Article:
Even as the government and the Reserve Bank of India (RBI) are attempting to bring down the cost of home loans by giving concessions to commercial banks and housing finance companies (HFC), private banks and HFCs have not passed on the benefits of similar concessions given to them as far back as April 2008.
As a result, consumers of private banks and HFCs, who have taken home loans of upto Rs 30 lakh, have not got the benefits of lower interest rates that their public sector bank (PSB) cousins have. The differential can be as high as 1.5 percentage points (a sub-Rs 30 lakh customer of such banks and HFCs, who should have paid 11 per cent is actually paying 12.5 per cent).
“We facilitate the benefit but decision for rate cut depends on banks and HFCs,” said a senior Reserve Bank of India (RBI) official. Ideally, banks should pass on the benefit transferred by RBI to customers, but “we can’t force banks to cut rates.”
In April 2008, RBI had relaxed the risk weightage (the capital to be kept aside with the central bank for loans given) from 150 per cent to 50 per cent for loans below Rs 30 lakh. Which means, a bank that would have had to keep Rs 45 lakh with RBI for a Rs 30 lakh loan would now have to park just Rs 15 lakh. The interest earned on the difference of Rs 30 lakh was expected to be passed on to consumers.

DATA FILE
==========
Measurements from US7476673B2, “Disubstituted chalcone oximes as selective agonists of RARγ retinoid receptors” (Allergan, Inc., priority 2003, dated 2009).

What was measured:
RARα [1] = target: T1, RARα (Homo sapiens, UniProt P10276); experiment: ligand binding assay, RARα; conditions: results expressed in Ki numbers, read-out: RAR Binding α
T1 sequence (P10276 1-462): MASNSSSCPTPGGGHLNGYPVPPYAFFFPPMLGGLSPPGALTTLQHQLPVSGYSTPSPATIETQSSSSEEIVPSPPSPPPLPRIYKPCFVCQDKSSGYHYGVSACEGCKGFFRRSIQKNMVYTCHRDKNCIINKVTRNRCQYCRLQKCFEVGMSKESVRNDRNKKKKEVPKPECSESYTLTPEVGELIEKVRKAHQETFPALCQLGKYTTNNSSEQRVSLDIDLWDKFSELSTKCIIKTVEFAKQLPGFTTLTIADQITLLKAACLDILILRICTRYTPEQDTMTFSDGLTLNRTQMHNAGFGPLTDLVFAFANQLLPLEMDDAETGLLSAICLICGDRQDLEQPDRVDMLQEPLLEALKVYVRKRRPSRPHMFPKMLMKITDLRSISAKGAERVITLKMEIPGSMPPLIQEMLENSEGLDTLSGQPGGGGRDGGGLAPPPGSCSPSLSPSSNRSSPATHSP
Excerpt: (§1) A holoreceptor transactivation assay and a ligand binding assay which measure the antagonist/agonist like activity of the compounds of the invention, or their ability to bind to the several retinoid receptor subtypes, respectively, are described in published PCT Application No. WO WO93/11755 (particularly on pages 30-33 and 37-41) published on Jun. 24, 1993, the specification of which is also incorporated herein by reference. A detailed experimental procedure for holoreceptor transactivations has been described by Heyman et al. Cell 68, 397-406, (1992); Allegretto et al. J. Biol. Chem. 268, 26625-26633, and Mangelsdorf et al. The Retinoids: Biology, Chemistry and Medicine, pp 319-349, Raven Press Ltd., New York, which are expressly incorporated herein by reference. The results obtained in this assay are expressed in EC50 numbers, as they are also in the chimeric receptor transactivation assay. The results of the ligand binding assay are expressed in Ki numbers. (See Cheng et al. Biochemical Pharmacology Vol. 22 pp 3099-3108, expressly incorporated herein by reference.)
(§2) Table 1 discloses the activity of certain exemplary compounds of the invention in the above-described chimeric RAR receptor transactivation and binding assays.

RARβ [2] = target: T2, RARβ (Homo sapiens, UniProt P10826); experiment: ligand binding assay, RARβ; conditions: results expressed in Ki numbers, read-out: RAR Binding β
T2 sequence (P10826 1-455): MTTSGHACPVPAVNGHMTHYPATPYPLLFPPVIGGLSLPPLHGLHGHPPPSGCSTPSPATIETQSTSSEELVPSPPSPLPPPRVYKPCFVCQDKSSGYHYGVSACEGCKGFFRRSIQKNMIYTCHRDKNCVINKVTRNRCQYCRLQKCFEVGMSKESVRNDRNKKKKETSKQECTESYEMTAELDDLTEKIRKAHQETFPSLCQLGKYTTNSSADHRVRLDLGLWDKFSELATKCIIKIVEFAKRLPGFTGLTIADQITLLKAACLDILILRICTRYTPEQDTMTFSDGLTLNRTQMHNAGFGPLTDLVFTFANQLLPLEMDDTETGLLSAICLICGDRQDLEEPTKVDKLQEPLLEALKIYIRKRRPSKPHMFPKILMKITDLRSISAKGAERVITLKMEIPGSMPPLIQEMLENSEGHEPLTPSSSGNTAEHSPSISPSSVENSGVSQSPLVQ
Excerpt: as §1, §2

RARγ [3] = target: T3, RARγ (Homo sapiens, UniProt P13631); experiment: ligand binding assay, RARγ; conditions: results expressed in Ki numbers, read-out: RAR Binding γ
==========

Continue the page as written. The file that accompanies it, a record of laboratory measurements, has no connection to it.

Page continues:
But only PSBs have transferred this benefit. The sole exception: Punjab National Bank (PNB), which has restricted the benefit to loans below Rs 20 lakh.
“We treat priority sector (loans upto Rs 20 lakh) differently but as far as the risk weight is concerned it is an internal matter,” said RIS Sidhu, chief general manager, PNB. However when asked why benefits have not been passed even when the cost of funds has fallen, he said, “PNB in any case is charging the lowest rate and so I don’t think there is a need for us to create the differential at Rs 30 lakh.”
Private banks, however, have no segregation of rates on the basis of the risk weight benefits they get. So, the benefit they are getting are staying with them.
“We are present only in seven big cities where there are few properties at that price (below Rs 30 lakh) bracket,” said Kamlesh Rao, head retail assets, Kotak Mahindra Bank. “In big towns, the risk profile of a customer buying property below Rs 20 lakh is very high and that has to be taken into account.”
The HFC to partially pass on this benefit to consumers was ICICI Home Finance, which lowered its rate by 1.5 percentage points for such loans a week ago. But this benefit has been restricted to loans of less than Rs 20 lakh. The concerned official was “busy in meetings” and was not available for comment.
A Citibank spokesperson also could not immediately provide a response.
According to an HDFC spokesperson, the benefit is not “so significant” that it could be translated into a rate reduction.